In these meetings, momentous things took place – agreement on the need for international post-graduate CPD accreditation, commitment to working together on global public awareness campaigns and an agreement to share advocacy and political strategies across the international groups.

What this meant was that under the one roof there was:

1) high caliber education
2) international networking
3) political unions being formed.

The buzz was palpable.

A highlight for me was spending time with Mel Hopper Koppelman (@NatHealthNerd) who Dr Hugh Macpherson introduced as “the person who is blogging about what we need people to hear – and doing things for our profession that we desperately need done”… You know that you’ve made it when someone as influential as Dr Macpherson gives you an accolade like that!

Originally from Boston USA, Mel lives in Leicester England. She rose to fame recently in an online debate with Dr Mark Crislip, Founder and President of the Society for Science Based Medicine and a vocal skeptic of acupuncture (read the thread here >>)

Mel and I were at the conference together to promote the Acupuncture Now Foundation. Here is our elevator pitch:

“The ANF is using technology – such as Facebook, YouTube and podcasts on iTunes to communicate directly with the public to educate people about the benefits of acupuncture.  By changing people’s behavior, and promoting the use of acupuncture, we can influence Government policy makers and other health providers”.

The support was overwhelming, as everyone “got” what we were about. It was fantastic to talk with other organizations, acupuncture suppliers, book publishers as well as practitioners about the ANF. Through conversations about the ANF’s use of technology it became clear that there is a chasm in our profession, and one I propose to resolve…

That is, the majority of conference participants had been in practice for many years. The clinical expertise in the room must have been off the scale. It also meant that it was an older group of professionals, and I only met a handful of students (including Raluca Paun from Romania – who was so inspiring that I conducted a brief interview with her – release date TBA. During the four days I was at the conference, I saw only two people with iPads (everyone else was taking notes with pen and paper) (!!?!!).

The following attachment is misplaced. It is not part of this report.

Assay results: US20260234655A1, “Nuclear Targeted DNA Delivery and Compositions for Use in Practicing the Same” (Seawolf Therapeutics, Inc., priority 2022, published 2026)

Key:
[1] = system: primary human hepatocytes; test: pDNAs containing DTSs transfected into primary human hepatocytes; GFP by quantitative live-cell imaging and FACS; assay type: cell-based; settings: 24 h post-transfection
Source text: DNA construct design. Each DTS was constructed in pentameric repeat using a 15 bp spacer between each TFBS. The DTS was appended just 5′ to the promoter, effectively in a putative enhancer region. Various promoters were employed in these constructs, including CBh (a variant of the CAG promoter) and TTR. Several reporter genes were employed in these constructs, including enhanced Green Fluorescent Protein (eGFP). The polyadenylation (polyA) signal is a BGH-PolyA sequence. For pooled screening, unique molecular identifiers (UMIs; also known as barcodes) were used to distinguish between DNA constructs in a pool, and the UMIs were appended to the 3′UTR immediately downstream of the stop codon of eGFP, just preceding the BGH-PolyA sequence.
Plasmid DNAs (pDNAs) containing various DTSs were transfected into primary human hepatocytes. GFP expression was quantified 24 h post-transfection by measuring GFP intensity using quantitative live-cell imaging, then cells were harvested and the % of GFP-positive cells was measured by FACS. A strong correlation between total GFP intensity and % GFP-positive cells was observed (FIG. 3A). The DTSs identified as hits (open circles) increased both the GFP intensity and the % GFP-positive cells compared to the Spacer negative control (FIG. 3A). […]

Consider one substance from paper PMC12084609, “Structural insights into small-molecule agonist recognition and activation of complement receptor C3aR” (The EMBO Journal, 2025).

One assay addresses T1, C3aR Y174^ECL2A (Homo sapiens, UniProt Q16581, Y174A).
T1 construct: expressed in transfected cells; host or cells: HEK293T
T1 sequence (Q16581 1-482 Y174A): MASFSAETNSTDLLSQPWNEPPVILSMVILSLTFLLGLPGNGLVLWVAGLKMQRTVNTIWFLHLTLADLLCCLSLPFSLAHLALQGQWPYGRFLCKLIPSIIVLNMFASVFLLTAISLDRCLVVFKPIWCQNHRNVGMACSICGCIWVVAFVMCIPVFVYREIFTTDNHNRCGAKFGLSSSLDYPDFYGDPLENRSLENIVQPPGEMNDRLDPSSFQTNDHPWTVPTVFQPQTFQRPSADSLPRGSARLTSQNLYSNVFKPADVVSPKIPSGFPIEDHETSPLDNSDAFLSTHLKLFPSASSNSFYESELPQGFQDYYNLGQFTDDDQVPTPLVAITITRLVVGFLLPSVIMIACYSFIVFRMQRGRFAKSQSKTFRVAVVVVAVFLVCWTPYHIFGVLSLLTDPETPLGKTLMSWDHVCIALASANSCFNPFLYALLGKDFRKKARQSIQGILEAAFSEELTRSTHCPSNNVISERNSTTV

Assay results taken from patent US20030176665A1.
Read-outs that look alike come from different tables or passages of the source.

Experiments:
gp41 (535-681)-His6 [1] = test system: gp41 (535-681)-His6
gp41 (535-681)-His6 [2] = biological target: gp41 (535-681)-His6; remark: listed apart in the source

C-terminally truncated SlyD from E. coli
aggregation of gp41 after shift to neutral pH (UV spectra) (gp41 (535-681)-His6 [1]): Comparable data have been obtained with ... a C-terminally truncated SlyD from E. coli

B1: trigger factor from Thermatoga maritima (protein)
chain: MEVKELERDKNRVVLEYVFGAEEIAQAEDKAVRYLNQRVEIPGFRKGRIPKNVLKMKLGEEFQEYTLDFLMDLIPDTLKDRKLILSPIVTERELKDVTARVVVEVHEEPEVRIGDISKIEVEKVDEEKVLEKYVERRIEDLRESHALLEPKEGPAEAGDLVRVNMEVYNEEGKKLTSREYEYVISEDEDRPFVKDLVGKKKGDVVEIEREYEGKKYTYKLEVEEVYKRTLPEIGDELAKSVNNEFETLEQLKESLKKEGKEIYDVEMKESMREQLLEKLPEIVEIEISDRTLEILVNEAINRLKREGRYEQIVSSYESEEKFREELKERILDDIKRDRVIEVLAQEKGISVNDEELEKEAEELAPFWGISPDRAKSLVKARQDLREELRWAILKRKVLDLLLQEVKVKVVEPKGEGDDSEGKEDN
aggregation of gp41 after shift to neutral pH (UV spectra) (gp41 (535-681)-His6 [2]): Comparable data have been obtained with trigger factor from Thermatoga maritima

I also had conversations with practitioners wanting to learn how to use of social media – Facebook tutorials, ‘What is hashtag?’/Twitter etc. This got me to thinking…about mentoring and delivering these sorts of modules online with aficionados such as TCM007’s very own Jennifer Dubowsky (@tcm007). We’ll let you know as soon as Jennifer’s social media coaching courses are available online.

In the meantime, enjoy this video with reflections on the Kongress. And be sure to check back later in the week for part two!

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Katherine Berry

Katherine Berry is an Australian acupuncturist now living in Spain. Katherine is passionate about using technology to advance the acupuncture profession by hosting webinars and online symposiums with ‘acupuncture professional’ (@AcuProfessional).

Her role as Vice President of the Acupuncture Now Foundation demonstrates her commitment to raising public awareness about the benefits of acupuncture through initiatives such as The Jolt Files podcasts on iTunes. When she’s not traveling the world meeting practitioners and students, teaching or running workshops, she enjoys seeing patients in her seaside village S’Argamassa on the Mediterranean island of Ibiza.

 

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Posted By: tcm007 on June 22, 2015